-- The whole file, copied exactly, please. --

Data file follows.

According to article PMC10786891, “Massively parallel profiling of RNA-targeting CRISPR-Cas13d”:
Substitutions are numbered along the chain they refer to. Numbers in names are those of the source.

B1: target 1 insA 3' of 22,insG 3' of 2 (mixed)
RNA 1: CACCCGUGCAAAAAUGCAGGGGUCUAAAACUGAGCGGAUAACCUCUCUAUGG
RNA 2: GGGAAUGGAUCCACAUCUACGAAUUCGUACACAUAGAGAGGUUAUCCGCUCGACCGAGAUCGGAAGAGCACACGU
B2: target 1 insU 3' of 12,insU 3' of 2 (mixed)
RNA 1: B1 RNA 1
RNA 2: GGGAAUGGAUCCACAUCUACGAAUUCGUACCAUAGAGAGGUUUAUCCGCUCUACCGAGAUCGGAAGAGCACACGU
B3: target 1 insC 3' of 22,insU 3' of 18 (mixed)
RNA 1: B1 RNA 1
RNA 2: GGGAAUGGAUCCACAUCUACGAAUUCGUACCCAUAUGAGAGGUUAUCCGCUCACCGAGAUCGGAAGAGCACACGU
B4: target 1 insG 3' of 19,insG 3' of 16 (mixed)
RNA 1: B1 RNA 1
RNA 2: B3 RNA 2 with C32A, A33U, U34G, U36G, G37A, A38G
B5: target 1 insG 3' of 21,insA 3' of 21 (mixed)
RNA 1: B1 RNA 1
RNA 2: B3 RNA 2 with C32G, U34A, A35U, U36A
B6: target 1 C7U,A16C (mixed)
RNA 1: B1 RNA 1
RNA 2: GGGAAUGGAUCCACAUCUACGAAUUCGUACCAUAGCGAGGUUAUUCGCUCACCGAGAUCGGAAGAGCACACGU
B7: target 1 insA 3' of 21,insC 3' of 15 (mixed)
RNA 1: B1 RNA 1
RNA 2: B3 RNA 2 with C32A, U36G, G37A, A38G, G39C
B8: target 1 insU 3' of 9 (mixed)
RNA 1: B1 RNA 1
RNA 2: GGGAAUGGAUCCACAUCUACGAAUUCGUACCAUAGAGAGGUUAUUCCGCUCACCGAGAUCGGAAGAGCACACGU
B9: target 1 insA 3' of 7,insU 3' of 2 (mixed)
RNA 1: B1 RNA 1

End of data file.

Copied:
According to article PMC10786891, “Massively parallel profiling of RNA-targeting CRISPR-Cas13d”:
Substitutions are numbered along the chain they refer to. Numbers in names are those of the source.

B1: target 1 insA 3' of 22,insG 3' of 2 (mixed)
RNA 1: CACCCGUGCAAAAAUGCAGGGGUCUAAAACUGAGCGGAUAACCUCUCUAUGG
RNA 2: GGGAAUGGAUCCACAUCUACGAAUUCGUACACAUAGAGAGGUUAUCCGCUCGACCGAGAUCGGAAGAGCACACGU
B2: target 1 insU 3' of 12,insU 3' of 2 (mixed)
RNA 1: B1 RNA 1
RNA 2: GGGAAUGGAUCCACAUCUACGAAUUCGUACCAUAGAGAGGUUUAUCCGCUCUACCGAGAUCGGAAGAGCACACGU
B3: target 1 insC 3' of 22,insU 3' of 18 (mixed)
RNA 1: B1 RNA 1
RNA 2: GGGAAUGGAUCCACAUCUACGAAUUCGUACCCAUAUGAGAGGUUAUCCGCUCACCGAGAUCGGAAGAGCACACGU
B4: target 1 insG 3' of 19,insG 3' of 16 (mixed)
RNA 1: B1 RNA 1
RNA 2: B3 RNA 2 with C32A, A33U, U34G, U36G, G37A, A38G
B5: target 1 insG 3' of 21,insA 3' of 21 (mixed)
RNA 1: B1 RNA 1
RNA 2: B3 RNA 2 with C32G, U34A, A35U, U36A
B6: target 1 C7U,A16C (mixed)
RNA 1: B1 RNA 1
RNA 2: GGGAAUGGAUCCACAUCUACGAAUUCGUACCAUAGCGAGGUUAUUCGCUCACCGAGAUCGGAAGAGCACACGU
B7: target 1 insA 3' of 21,insC 3' of 15 (mixed)
RNA 1: B1 RNA 1
RNA 2: B3 RNA 2 with C32A, U36G, G37A, A38G, G39C
B8: target 1 insU 3' of 9 (mixed)
RNA 1: B1 RNA 1
RNA 2: GGGAAUGGAUCCACAUCUACGAAUUCGUACCAUAGAGAGGUUAUUCCGCUCACCGAGAUCGGAAGAGCACACGU
B9: target 1 insA 3' of 7,insU 3' of 2 (mixed)
RNA 1: B1 RNA 1